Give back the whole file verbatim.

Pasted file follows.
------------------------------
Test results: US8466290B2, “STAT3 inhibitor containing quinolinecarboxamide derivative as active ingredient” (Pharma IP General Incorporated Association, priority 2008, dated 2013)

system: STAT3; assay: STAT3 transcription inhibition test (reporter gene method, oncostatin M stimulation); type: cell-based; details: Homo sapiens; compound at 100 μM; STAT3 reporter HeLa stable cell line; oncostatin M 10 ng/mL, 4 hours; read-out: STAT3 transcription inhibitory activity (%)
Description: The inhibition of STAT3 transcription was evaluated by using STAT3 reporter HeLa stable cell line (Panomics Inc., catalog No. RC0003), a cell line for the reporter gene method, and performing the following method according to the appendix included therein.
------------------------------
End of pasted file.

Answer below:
Test results: US8466290B2, “STAT3 inhibitor containing quinolinecarboxamide derivative as active ingredient” (Pharma IP General Incorporated Association, priority 2008, dated 2013)

system: STAT3; assay: STAT3 transcription inhibition test (reporter gene method, oncostatin M stimulation); type: cell-based; details: Homo sapiens; compound at 100 μM; STAT3 reporter HeLa stable cell line; oncostatin M 10 ng/mL, 4 hours; read-out: STAT3 transcription inhibitory activity (%)
Description: The inhibition of STAT3 transcription was evaluated by using STAT3 reporter HeLa stable cell line (Panomics Inc., catalog No. RC0003), a cell line for the reporter gene method, and performing the following method according to the appendix included therein.